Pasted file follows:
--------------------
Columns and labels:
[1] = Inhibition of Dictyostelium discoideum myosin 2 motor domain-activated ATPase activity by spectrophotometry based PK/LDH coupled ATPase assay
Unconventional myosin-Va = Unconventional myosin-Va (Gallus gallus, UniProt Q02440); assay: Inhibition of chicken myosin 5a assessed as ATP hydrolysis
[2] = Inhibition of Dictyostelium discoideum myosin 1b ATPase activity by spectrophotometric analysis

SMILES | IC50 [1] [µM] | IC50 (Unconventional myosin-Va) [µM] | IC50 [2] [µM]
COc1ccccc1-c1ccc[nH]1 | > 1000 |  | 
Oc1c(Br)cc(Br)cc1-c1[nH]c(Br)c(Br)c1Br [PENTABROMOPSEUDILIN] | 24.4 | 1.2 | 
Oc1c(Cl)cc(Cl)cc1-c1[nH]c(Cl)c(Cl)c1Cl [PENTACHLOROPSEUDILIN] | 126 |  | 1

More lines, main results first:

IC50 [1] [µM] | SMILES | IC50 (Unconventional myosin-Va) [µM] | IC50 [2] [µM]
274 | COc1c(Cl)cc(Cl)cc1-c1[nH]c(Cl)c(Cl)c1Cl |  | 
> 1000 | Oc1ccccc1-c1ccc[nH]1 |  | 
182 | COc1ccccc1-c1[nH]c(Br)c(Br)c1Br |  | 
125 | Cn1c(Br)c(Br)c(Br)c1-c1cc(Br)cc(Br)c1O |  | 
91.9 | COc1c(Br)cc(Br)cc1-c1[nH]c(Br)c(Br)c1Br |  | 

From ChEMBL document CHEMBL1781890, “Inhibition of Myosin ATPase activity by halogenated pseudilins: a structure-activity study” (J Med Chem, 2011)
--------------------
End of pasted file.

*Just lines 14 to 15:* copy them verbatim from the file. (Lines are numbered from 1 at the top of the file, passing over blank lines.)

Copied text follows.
125 | Cn1c(Br)c(Br)c(Br)c1-c1cc(Br)cc(Br)c1O |  | 
91.9 | COc1c(Br)cc(Br)cc1-c1[nH]c(Br)c(Br)c1Br |  | 